Workers at Fiat Chrysler (NYSE:FCAU) look likely to reject the tentative contract that emerged from the United Auto Workers' negotiations with FCA's leadership.
UAW locals at two FCA factories voted to reject the contract by wide margins on Tuesday, according to the Detroit News. Those votes make it very unlikely that the UAW's leadership can win enough support to get the deal approved.
Detroit's auto workers haven't rejected a national contract in many years. But UAW members clearly aren't happy with this deal, and that means that things are about to get interesting.
What's happening: FCA workers are voting on a new labor deal
Detroit's labor contracts traditionally last for four years. At the end of a contract, UAW leaders typically push hard to negotiate a deal with one of the three Detroit automakers -- and then use that deal as a "template" to forge agreements with the others.
But the deal doesn't become an official contract until a majority of workers vote to accept it. UAW's locals at FCA facilities have been voting on the deal over the last several days. Many have already rejected the contract or approved it by very slim margins. Some have yet to vote -- but after Tuesday's results, an approval looks unlikely.
UAW president Dennis Williams and FCA CEO Sergio Marchionne were all smiles when they announced that they had come to a deal on September 15. As details began to emerge, the deal seemed like it might be a win for both sides: Workers got raises, but FCA would be able to keep costs under control.
But when the deal was presented to FCA's workers, it quickly became clear that they had two very big concerns.
Why UAW members don't like the deal with FCA
First and foremost, the deal doesn't do away with the hated "two-tier" system, under which new hires are paid significantly less than veterans -- with no opportunity to match veterans' pay rates over time.
The UAW very reluctantly accepted the two-tier system back in 2007, when the Detroit automakers were all fighting for survival. But it has created hard feelings among workers, who feel -- with some justification -- that new hires shouldn't be paid (a lot) less than existing workers doing the very same jobs.
FCA's workers are also concerned about a plan to radically shift the company's North American production over the next few years. The idea is to send production of lower-profit sedan models to lower-cost plants in Mexico while keeping U.S. factories busy with higher-profit trucks and SUVs.
But some factories will lose high-volume products, and workers at those plants fear that fewer shifts of workers will be required -- or put another way, that jobs will be cut.
According to the Detroit News, UAW locals at FCA's Sterling Heights and Toledo factories rejected the deal by huge margins in voting on Tuesday. Both are factories that are believed to be losing high-volume products under the terms of the deal.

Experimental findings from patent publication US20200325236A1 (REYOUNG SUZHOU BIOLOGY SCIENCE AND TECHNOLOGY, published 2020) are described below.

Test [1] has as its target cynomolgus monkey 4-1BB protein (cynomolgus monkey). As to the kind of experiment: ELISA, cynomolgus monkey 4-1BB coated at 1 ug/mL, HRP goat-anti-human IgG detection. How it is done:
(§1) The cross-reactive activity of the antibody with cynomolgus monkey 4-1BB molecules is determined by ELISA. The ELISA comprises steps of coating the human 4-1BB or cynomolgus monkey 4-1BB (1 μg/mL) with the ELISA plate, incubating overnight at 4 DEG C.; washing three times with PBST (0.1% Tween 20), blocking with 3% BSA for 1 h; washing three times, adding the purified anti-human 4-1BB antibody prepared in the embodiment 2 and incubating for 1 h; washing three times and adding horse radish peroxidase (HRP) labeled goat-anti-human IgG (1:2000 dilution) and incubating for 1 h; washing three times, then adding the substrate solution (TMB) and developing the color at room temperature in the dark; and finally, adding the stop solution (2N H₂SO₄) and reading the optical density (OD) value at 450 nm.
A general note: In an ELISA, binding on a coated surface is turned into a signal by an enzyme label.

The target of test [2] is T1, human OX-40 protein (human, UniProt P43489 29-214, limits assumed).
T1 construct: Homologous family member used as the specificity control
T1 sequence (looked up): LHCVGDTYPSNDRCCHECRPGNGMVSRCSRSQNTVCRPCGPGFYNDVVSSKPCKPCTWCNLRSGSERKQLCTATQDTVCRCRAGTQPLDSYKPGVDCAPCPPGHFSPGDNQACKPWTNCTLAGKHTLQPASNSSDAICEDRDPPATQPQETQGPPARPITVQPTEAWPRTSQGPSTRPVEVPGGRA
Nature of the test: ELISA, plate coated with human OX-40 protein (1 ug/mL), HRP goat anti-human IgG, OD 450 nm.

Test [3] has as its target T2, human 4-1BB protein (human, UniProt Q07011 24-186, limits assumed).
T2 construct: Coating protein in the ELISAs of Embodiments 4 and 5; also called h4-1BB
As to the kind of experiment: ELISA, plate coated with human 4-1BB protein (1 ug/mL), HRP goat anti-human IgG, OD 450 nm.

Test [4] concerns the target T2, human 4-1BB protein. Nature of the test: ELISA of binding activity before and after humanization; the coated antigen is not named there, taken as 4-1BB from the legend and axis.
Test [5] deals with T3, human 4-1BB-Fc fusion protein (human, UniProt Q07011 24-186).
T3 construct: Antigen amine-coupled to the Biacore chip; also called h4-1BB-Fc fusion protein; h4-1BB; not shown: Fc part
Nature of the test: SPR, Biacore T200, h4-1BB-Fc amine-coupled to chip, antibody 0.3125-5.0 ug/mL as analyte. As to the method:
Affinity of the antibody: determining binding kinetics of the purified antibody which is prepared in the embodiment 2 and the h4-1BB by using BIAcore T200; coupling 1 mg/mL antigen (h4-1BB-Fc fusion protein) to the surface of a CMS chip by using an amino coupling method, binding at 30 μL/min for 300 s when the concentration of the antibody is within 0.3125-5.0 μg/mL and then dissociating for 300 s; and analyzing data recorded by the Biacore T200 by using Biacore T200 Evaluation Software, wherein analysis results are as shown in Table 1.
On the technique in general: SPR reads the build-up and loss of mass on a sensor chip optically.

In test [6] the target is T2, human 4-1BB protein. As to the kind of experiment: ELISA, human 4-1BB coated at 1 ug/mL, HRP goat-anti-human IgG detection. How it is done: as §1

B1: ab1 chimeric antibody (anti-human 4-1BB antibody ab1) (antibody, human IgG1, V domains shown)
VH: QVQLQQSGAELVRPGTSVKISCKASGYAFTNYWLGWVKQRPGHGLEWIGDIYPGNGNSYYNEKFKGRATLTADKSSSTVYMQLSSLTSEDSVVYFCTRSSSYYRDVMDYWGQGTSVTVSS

What happens if workers reject the contract?
There's no clear and obvious answer, because this hasn't happened in a long time. But there are at least three possibilities:
- The UAW could resume negotiations with FCA to try to get a better deal;
- The UAW's leadership could switch gears and try to forge a "template" deal with Ford or General Motors instead;
- Workers could decide to strike until FCA agrees to a better deal.
Strikes are a very real possibility. But it's very unlikely that all of FCA's unionized workers would walk off the job. More likely, the union would decide to authorize a strike at one or two carefully selected factories. That strategy keeps most of the workers on the job (and getting paid) while still putting big pressure on the automaker.
For instance, a strike at a facility like FCA's Jefferson North Assembly Plant, which works around the clock making Jeep Grand Cherokees and Dodge Durangos, would quickly become an expensive headache for FCA.
The likely upshot: A somewhat improved deal -- but the process may hurt
I suspect that what will happen is that FCA and the UAW will come up with a revised agreement that gives the newer "Tier Two" workers a path to wage parity with veterans over several years. FCA might also need to adjust its plans for a manufacturing upheaval -- or at least give some sort of explicit commitment to preserving U.S. factory jobs.
Getting from here to there might be a complicated and contentious process. It could also be an expensive one, if workers choose to strike. At least right now, it seems likely that any strikes will be limited and fairly short -- and while they'll cause financial pain, that pain will probably be a short-term problem.
But it's also possible that things could go downhill quickly from here. Stay tuned.